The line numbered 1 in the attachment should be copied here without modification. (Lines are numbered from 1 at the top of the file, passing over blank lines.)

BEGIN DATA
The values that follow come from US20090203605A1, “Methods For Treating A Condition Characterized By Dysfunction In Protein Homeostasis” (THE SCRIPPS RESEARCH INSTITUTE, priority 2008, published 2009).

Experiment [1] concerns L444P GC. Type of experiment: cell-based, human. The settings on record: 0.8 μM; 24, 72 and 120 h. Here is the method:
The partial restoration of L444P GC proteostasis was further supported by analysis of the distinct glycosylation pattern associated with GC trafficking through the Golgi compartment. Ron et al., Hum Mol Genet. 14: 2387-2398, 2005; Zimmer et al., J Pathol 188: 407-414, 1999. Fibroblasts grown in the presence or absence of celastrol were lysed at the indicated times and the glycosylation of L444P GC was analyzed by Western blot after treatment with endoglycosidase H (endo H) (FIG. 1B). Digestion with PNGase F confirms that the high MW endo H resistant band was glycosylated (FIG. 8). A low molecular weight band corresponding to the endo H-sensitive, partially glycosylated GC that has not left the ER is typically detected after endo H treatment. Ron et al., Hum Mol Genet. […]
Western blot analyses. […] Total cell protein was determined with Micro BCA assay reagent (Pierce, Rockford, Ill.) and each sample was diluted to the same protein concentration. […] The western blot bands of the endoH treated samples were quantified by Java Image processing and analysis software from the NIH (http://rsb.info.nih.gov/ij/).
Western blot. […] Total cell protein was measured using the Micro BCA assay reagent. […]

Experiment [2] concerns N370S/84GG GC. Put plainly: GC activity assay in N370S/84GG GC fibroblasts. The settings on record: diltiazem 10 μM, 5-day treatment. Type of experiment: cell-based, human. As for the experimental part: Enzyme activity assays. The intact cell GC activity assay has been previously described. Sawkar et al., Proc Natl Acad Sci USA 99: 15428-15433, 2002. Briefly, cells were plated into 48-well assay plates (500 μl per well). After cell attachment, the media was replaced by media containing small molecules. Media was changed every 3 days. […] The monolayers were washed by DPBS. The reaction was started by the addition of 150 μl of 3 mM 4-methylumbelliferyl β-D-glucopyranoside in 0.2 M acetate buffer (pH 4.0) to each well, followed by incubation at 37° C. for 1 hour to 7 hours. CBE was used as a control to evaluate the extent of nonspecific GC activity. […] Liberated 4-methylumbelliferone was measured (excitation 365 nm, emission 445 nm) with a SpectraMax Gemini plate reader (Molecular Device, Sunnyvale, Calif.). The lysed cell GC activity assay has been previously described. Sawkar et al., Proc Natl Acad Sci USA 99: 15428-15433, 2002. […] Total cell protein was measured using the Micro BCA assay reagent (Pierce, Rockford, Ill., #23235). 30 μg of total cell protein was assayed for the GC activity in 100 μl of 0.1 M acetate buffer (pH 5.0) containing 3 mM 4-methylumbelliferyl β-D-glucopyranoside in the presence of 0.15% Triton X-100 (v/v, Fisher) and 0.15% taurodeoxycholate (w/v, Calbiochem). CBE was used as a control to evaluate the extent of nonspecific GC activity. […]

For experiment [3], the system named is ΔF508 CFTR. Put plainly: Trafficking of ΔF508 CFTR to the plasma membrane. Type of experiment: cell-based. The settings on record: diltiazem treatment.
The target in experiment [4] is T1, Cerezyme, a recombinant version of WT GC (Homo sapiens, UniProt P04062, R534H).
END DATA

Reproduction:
The values that follow come from US20090203605A1, “Methods For Treating A Condition Characterized By Dysfunction In Protein Homeostasis” (THE SCRIPPS RESEARCH INSTITUTE, priority 2008, published 2009).